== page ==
Tuesday, February 15, 2011

The Role of Online Advocacy

Believe it or not, with all the shit going on in this wide weird world of feminism, there are some people still questioning the effectiveness of online campaigns to raise awareness and petition the government for change.

The internet has changed how we do everything. Its changed how we socialize, how we screen employees and even how we meet people. Its changed the world on more than just a superficial social level. Any one who spends any amount of time online can vouch for the wonder that is the online community. If you are an outsider in your hometown, you can find a community online interested in what you're interested in and it's led to some interesting results.

While some people talk about knitting or cooking online other people have found communities that are interested in social and political advocacy. I grew up in the south, there are not that many Bisexual, Socialist, Sex positive feminists just wandering around, so understandably it can be hard to find to people to talk shop with and feel safe doing so. When I found the Youtube Sex Positive Community I found a safe place to talk about a lot of the things that were not safe conversation topics in face to face gatherings at home. My internet journey took a wild left turn and I wound up re-locating because of it, but that's not the issue at hand. The issue at hand is what are we as a community really accomplishing.

Its really hard to tell demonstratively what we are doing. We don't keep statistics on how many people sign the petitions that we promote or how many people phone because of a  video they saw from us. We have no way of performing such tasks. We have not drafted any legislation. And there has been no massive mainstream acceptance of our movement, so as it stands right now there's no real way to know the true effect of our specific movement. But all movements start that way, weather they be online or in the flesh life.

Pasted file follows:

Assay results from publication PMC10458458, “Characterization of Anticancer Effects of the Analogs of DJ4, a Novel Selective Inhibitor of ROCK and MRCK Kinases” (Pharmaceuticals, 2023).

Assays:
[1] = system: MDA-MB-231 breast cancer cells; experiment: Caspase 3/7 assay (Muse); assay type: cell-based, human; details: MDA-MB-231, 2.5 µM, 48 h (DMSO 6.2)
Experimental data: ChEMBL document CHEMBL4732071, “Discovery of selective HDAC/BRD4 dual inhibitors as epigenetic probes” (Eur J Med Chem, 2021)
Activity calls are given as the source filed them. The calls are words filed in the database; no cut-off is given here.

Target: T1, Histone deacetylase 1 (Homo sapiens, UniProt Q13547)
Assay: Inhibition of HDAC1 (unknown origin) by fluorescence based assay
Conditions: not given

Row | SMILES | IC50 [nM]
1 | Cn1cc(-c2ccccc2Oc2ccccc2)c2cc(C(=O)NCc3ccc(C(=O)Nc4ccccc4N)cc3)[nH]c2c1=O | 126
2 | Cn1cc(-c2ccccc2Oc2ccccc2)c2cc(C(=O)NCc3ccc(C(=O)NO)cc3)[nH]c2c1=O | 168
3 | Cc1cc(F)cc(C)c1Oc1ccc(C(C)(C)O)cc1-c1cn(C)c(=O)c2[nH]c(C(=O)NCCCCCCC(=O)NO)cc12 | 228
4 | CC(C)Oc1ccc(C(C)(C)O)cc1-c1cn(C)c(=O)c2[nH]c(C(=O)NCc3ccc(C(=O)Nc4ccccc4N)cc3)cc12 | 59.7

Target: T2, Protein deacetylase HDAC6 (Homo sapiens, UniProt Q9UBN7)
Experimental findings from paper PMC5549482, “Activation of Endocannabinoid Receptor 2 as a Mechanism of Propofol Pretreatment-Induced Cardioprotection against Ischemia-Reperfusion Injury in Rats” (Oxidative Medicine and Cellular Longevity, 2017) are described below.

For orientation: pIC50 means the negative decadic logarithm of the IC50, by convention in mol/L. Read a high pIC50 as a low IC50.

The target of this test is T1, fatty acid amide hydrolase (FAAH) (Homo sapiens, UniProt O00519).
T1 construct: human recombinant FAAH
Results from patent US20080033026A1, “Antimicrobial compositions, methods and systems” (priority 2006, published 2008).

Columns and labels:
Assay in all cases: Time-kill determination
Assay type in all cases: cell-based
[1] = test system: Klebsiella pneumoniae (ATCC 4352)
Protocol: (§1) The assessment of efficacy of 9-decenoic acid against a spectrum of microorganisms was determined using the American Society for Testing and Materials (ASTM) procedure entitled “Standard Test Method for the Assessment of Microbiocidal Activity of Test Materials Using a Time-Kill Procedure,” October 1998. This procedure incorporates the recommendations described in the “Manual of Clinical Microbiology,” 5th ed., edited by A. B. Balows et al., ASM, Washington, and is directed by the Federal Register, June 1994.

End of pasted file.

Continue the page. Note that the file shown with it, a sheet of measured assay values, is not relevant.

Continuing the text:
Anyone who's ever been with an organization from the early stages of its forming to the growth into a larger entity knows that no organization starts out as a million man march. Most flesh life advocacy movements start with 3-10 people in a room fed up with things being the way that they are, that 3-10 people with proper organization and motivation can eventually grow into the million man march, but it always starts small, with a small group of people who want to change the world.

I believe that the Sex Positive Community on Youtube is that proverbial 3-10 people in a room who are fed up with the way things are, that room just happens to be located online instead of in a physical place. As a movement we may not reach the number of people that the larger woman's rights movements reach, but its because we are a young movement. But we reach people, people who wouldn't normally hear what we have to say. We bring fresh ideas to the table and we're eager to learn new strategies and collaborate with others. As an advocate I can never disparage anyone who is spreading the word, no matter how they can feasibly do it. Weather its emailing a petition to their entire family, making a youtube video or pounding the pavement handing out fliers and carrying signs. That's more people who will hear about the cause and that's what is important to me.